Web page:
Today, mechanically recycled polyester from plastic water bottles makes up the vast majority of recycled polyester; however, chemical recycling, textile to textile recycling and other innovative technologies will be a necessary part of reaching our goal. We recognize that more data is needed on the GHG reductions associated with other innovative synthetic alternatives and that even with less significant reductions compared to mechanical recycling, they will be a key part of a market transformation away from fossil fuels. We will continue to explore roadmap scenarios as impact data evolves and as the textile-to-textile recycling market matures.
What is required to commit? Companies committing to this initiative will be required to annually report their polyester consumption to Textile Exchange’s Corporate Fiber and Materials Benchmark (CFMB) survey, which will track progress across all participating brands towards the collective goal. All information entered into Textile Exchange’s Corporate Fiber & Materials Benchmark survey is entirely anonymous and aggregated across all annual report participants to show progress. Company information will never be singled out and published without a company’s explicit request or consent. Brands are required to report once per year by the CFMB deadline, but they have the option to participate in the full benchmark in full or solely to report polyester volumes.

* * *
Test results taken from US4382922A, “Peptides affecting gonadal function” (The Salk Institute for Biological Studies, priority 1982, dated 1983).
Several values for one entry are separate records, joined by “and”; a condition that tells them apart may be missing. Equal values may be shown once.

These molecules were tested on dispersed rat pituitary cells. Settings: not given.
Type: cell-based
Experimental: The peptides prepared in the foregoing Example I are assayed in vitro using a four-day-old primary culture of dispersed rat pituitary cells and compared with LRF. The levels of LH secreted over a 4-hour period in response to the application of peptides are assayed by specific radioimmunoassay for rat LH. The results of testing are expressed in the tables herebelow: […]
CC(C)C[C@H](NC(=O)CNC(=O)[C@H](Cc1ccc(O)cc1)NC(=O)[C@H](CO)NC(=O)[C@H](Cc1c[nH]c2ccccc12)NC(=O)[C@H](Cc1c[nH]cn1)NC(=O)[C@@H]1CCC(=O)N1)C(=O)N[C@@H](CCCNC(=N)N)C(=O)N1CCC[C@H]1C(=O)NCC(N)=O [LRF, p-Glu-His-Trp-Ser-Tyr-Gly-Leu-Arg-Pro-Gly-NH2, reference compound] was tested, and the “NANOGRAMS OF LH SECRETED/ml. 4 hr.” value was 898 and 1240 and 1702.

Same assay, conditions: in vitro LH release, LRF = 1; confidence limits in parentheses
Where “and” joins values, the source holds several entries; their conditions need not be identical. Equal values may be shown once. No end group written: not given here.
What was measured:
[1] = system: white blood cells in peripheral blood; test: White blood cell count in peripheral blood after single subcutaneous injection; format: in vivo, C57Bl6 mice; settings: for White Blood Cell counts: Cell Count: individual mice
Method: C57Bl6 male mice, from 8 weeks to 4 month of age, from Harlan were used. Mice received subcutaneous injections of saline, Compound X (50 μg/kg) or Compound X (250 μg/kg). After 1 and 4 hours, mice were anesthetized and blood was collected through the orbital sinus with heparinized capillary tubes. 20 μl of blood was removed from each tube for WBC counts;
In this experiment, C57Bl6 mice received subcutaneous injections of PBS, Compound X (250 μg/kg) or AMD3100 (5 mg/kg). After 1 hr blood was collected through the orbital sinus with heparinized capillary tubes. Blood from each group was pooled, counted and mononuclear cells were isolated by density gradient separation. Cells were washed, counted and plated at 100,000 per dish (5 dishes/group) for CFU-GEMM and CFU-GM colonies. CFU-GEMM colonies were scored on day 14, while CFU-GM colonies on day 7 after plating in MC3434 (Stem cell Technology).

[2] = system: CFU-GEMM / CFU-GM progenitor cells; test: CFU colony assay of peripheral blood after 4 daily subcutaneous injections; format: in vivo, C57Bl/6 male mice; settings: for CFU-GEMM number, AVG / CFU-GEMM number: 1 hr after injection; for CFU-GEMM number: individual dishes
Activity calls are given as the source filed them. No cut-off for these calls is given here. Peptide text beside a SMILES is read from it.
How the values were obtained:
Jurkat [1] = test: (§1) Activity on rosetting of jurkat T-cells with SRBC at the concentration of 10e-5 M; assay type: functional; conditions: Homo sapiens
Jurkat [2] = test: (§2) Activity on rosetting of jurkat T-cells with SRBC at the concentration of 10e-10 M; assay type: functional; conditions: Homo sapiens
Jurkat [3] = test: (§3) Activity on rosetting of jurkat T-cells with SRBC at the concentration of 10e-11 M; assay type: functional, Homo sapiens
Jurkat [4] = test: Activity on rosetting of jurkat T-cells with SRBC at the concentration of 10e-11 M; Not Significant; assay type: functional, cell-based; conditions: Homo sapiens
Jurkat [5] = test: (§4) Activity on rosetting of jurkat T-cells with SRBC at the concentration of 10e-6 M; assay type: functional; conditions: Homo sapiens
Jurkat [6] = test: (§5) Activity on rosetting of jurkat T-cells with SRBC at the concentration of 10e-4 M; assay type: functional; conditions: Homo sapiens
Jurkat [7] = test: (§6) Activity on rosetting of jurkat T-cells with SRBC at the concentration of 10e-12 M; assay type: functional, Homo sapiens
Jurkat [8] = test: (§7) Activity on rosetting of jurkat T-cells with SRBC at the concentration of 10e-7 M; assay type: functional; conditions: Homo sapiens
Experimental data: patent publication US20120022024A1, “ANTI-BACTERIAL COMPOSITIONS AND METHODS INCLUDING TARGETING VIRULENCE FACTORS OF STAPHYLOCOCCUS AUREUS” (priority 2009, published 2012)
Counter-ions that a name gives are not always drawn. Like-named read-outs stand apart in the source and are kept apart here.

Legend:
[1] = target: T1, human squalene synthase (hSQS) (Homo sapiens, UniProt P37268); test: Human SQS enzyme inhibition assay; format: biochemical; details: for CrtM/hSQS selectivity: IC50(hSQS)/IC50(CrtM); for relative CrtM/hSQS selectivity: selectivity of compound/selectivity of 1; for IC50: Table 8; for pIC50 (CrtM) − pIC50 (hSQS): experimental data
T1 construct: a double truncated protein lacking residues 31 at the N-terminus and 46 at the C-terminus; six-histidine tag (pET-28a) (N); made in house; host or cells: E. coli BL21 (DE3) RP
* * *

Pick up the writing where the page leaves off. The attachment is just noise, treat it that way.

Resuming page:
“At Reformation, we have always taken a strong stance against sourcing conventional synthetics (aka fossil-fuel fabrics). Taking part in the 2025 rPET Challenge is aligned with our brand’s circularity and climate action commitments and is a great show of cross-industry commitment for a more sustainable future. ” Carrie Freiman, Director of Sustainability | Reformation
Textile Exchange will report annually on the 2025 rPET Challenge, utilizing 2019 volume data as a baseline and a view to accomplishing both Textile Exchange’s and the Fashion Charter’s overall commitment to staying within the 1.5-degree pathway.
“The commitment to only source recycled polyester by 2025 is an important milestone on our journey towards recycled or other sustainably sourced materials by 2030. This will help us decrease our impact on the environment, lowering our carbon footprint and saving resources like water, energy and chemicals. The 2025 Recycled Polyester Challenge is a great example of taking joint responsibility for the future of the industry.” Anna Biverstål, Sustainability Business Expert Materials & Processes | H&M group
“For over two decades, sustainability has been an integral part of adidas’ way of doing business. As part of our new strategy Own The Game, sustainability will play a key role. We are committed to only be using recycled polyester from 2024. This year we will launch the first running shoe that is made to be remade. By 2025, nine out of ten adidas articles will be sustainable: Made with recycled materials, made to be remade or made with nature.” – Katja Schreiber, Senior Vice President Sustainability | adidas.